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Seeing what happened in the wake of Hurricane Ida to our neighbors in Gloucester County as well as all those in a wide swath from Louisiana to New York, I thought it would be timely to remind everyone about disaster preparedness for your pets.

It’s rather mind boggling that Hurricane Ida was more lethal at the end of its march up through the eastern part of the country, than it was when it was at its strongest down in Louisiana. The reason for that is clear though, the southern states were prepared, we were not.

Our local wildlife rehabilitator had a close call at her Mantua Township home when the tornado passed over and left major damage in its wake. She had just enough time to grab her dogs and head for the basement before the funnel went over and brought trees down all over her property.  There was no way to shield the animals housed in the outbuildings, but despite the destruction, all the animals survived without mishap.

Two massive trees were felled right by her house, miraculously falling in line with the sides of the home rather than on it. It did however, leave her without power and water. This is difficult enough when you just have yourself to worry about, but with numerous animals to care for, it’s quite an ordeal.

Twenty miles or so; that was the difference in the devastation wrought in Gloucester County and the smattering of heavy downpours we got here. One minor shift in the wind and it could have been those of us in Cumberland County running for our basements.

Would you know what to do? What to grab? What things would help ease the ordeal if you had them readily at hand?

The following is a list of things that you should have available in order to meet your pet’s needs should disaster strike:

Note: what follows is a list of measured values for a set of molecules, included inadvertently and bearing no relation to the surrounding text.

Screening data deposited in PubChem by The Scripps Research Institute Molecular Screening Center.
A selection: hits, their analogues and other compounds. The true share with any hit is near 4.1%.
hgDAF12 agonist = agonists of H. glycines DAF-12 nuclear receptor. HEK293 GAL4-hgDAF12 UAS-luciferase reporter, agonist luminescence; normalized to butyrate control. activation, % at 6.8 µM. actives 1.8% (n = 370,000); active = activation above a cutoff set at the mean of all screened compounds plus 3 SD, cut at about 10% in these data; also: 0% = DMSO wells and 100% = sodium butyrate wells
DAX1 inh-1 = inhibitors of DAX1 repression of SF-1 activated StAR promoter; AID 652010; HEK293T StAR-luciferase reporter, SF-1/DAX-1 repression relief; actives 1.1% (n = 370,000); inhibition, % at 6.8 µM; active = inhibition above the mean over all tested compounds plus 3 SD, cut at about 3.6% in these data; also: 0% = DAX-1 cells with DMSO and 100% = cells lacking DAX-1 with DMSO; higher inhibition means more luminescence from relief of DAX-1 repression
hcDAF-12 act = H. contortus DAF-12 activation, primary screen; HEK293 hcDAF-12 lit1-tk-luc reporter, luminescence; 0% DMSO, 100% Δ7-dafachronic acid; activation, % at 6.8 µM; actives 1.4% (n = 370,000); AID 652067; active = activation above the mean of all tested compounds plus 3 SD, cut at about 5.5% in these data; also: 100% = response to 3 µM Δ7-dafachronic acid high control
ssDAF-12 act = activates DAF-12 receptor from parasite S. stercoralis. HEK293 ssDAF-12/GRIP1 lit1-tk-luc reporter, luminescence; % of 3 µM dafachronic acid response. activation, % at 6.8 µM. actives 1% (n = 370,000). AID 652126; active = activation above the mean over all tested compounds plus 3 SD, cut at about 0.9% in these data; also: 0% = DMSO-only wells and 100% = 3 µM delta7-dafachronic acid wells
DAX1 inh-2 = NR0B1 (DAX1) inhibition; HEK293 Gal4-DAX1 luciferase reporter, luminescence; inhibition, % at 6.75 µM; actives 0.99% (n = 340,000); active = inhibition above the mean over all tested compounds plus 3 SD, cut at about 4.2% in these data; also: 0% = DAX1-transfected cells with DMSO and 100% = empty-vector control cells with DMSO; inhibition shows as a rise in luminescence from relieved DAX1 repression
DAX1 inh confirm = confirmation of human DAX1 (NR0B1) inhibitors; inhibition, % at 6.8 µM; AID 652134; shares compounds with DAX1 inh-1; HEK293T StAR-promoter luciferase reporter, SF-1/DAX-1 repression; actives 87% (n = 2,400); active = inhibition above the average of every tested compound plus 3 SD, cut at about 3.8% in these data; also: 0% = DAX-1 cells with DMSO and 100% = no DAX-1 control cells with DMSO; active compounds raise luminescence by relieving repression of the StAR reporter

• Sturdy leashes, harnesses and/or carriers to transport pets safely and ensure that they can’t escape.
  • Food, drinking water, bowls, cat litter/pan and a manual can opener if your pet eats canned food.
  • Medications and copies of medical records stored in a waterproof container.
  • A first aid kit.
  • Current photos of you with your pet(s) in case they get lost. Since many pets look alike, this will help to eliminate mistaken identity and confusion.
  • Information on feeding schedules, medical conditions, behavior problems, and the name and number of your veterinarian in case you have to foster or board your pets.
  • Pet beds and toys, if easily transportable.

There are a number of mobile pet gear bags available in pet stores and online that make packing a few days’ worth of pet essentials easy. They have sealed food containers, bowls and organized storage for all their other gear.

I don’t mean to be an alarmist, but with these crazy, weather-related events affecting areas that normally don’t suffer extremes, we really need to be more aware of the risks and more proactive in our preparedness.

Stay safe!

Shelter needs: Pate’ style, canned dog and cat food; dog treats; cream cheese; peanut butter; cat nip; liquid hand soap; paper towels; and gift cards for pet supply and grocery outlets.

Source: Are you prepared to take care of your pets if there’s a disaster?

Posted in 2021, SJRAS Articles